The governments new financial regulator has warned that as many as 630,000 families could be in negative equity. The Financial Conduct Authority has estimated that the number of people where their mortgage exceeds the value of their home is between that figure at the top end of the scale and 160,000 at the bottom.
They have based those figures on different submissions from the mortgage industry and property analysis. However, the report also suggests that the problem is probably not as bad as it was after the property crash of the early 1990s and it indicates a regional reversal for negative equity today.
The FCA’s Risk Outlook report states: “According to the Bank of England, negative equity affected around 10.5 per cent of mortgaged households. At national level, this is significantly more than today’s estimates imply. However, at regional level the picture is different.
In the 1990s, negative equity was concentrated primarily in the southern regions of the UK. This time around the recession has hit the northern regions hardest and, as a result, negative equity is more concentrated in the North.”
The report also warned that more families would be dragged into negative equity if house prices were to fall, and highlighted problems it creates for those effectively barred from switching mortgages to cheaper deals.
Most lenders require a deposit of at least 10 per cent, with the best rates reserved for those with deposits of more than 40 per cent. Martin Wheatley, chief executive designate of the FCA, which takes over from the Financial Services Authority next week, said it was ‘a very uncomfortable position’ for homeowners in negative equity and added that if interest rates were to rise it could become much more of a problem.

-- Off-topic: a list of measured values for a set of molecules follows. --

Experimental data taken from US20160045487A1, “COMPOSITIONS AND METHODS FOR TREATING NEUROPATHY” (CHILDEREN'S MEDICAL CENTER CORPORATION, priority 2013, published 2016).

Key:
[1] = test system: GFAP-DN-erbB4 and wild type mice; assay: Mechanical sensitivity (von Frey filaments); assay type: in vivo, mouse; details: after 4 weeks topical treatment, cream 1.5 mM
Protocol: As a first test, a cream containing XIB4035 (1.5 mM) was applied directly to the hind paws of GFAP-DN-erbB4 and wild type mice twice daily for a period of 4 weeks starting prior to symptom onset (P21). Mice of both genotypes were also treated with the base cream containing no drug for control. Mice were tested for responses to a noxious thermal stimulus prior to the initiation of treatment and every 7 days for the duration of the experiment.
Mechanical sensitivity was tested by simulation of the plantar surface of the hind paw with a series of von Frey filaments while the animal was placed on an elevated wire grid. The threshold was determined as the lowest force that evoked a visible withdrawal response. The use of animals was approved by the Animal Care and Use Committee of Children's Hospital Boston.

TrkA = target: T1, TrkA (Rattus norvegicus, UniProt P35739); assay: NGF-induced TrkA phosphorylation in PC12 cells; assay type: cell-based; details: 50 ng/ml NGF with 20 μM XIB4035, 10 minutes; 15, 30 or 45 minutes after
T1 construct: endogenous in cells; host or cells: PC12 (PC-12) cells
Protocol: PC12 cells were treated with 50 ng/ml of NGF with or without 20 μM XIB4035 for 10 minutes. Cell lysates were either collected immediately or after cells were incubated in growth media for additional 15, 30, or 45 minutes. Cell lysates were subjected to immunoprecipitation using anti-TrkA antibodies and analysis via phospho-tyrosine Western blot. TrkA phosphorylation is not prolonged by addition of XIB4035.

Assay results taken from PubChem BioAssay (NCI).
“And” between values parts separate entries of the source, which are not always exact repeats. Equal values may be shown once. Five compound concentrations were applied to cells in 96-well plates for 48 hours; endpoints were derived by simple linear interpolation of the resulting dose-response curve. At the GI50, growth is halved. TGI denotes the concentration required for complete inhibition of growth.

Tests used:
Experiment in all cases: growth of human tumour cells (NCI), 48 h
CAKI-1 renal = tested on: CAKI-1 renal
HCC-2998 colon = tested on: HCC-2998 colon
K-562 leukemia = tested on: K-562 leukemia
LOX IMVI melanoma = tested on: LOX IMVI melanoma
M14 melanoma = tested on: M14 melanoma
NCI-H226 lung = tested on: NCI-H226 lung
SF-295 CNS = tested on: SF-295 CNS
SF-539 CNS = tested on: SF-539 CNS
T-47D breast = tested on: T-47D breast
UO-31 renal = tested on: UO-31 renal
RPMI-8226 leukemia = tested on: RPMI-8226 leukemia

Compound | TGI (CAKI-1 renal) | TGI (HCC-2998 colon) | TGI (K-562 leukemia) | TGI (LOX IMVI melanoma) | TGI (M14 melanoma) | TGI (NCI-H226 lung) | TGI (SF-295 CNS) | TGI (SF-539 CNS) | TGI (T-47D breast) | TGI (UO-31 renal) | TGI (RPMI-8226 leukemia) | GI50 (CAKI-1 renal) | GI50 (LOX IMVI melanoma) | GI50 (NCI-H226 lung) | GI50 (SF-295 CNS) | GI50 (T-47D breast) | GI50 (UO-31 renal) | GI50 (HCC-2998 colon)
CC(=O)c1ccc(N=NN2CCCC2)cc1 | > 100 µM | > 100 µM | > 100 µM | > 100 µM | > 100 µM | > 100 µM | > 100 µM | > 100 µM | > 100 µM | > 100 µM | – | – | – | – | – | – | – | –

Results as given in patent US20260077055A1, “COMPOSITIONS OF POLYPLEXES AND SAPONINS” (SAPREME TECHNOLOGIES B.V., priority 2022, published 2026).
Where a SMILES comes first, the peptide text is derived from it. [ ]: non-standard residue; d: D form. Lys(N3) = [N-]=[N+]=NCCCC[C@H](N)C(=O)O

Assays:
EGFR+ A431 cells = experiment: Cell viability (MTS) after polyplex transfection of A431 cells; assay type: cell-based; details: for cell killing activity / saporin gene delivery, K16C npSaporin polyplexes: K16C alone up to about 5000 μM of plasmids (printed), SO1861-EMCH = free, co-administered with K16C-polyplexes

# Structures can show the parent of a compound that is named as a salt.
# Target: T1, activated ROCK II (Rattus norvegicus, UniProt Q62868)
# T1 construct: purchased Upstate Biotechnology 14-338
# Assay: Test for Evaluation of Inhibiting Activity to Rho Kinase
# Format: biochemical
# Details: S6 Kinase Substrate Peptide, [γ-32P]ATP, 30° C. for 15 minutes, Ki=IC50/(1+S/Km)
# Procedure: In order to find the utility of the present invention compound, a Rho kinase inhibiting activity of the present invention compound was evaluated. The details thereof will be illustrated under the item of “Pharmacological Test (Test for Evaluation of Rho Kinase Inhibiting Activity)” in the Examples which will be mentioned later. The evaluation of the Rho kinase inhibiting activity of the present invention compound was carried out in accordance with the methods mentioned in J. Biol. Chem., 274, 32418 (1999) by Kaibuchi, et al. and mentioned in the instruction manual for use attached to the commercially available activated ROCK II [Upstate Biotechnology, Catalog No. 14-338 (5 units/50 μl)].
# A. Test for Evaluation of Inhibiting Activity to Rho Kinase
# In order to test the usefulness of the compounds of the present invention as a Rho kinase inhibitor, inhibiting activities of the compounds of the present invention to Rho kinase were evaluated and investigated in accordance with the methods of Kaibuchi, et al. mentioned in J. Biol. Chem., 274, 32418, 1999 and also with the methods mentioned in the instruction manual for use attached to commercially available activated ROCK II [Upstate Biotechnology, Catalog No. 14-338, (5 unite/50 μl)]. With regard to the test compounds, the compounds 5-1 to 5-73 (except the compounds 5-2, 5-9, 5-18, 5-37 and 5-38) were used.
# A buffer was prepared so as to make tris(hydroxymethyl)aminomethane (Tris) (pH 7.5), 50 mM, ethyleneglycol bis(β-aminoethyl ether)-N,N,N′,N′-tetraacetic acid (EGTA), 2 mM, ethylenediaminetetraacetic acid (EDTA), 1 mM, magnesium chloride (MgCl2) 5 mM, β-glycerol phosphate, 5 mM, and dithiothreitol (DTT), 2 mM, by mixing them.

Last week the Government outlined plans for a Help to Buy Scheme, with 5 per cent deposits on newbuild boosted to 25 per cent by a state guarantee, and with further guarantees made to extend credit to existing homeowners. However, critics of the scheme argue that it is a plan aimed at pushing up prices rather than making homes more affordable.
Analysis of plans set out by Chancellor George Osborne to make it cheaper for people to take out loans shows that people from inside and outside the European Union could qualify. A leading law firm has suggested that EU and non EU residents will be able to get government-backed mortgages. In the analysis it was stated that human rights rules would make it impossible to stop foreigners from taking advantage of the scheme.
David Anderson, a partner at SykesAnderson, said that it would be difficult to stop EU nationals and EU residents, because by doing so it would be preventing the free movement of labour. If someone wanted to come and work here and they could not have access to the same finance as an English person, that would be a case for discrimination.
Mr Anderson added that it would not be a reason to stop someone taking part in the scheme if they had not contributed to the tax system here. There have been calls for the scheme to be amended, including one from Sir Andrew Green, of Migration Watch, who observed that it would be very unfair if foreign purchasers of property in Britain were to be subsidised by British taxpayers.
The Government’s multi-billion pound ‘Help to Buy’ scheme was a central feature of Chancellor George Osborne’s budget. Government figures suggest that 190,000 people a year will benefit from the scheme whereby buyers would be able to put down a mortgage deposit of as little as 5 per cent, with the Government underwriting 15 per cent of its value.
However, the scheme has been criticised because ministers have been unable to guarantee that well-off families would be able to use the cheaper mortgages to buy a second home.